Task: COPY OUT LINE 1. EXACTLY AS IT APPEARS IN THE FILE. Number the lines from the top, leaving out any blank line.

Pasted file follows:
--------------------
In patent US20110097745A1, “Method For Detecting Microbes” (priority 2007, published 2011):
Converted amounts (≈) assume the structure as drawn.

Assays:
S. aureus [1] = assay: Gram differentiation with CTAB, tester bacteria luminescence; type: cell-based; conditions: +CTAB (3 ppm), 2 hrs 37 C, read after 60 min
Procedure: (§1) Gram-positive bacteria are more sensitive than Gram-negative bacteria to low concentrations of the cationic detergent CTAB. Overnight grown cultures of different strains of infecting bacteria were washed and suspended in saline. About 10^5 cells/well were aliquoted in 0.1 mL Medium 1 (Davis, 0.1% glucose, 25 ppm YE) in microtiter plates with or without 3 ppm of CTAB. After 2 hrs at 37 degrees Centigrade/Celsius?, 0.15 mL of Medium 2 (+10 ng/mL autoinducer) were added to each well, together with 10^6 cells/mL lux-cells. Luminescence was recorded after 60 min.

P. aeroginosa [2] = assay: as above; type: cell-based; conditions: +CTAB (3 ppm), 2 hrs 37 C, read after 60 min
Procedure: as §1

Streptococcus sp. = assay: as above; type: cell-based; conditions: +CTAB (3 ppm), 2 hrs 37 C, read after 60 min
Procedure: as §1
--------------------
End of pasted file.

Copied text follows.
In patent US20110097745A1, “Method For Detecting Microbes” (priority 2007, published 2011):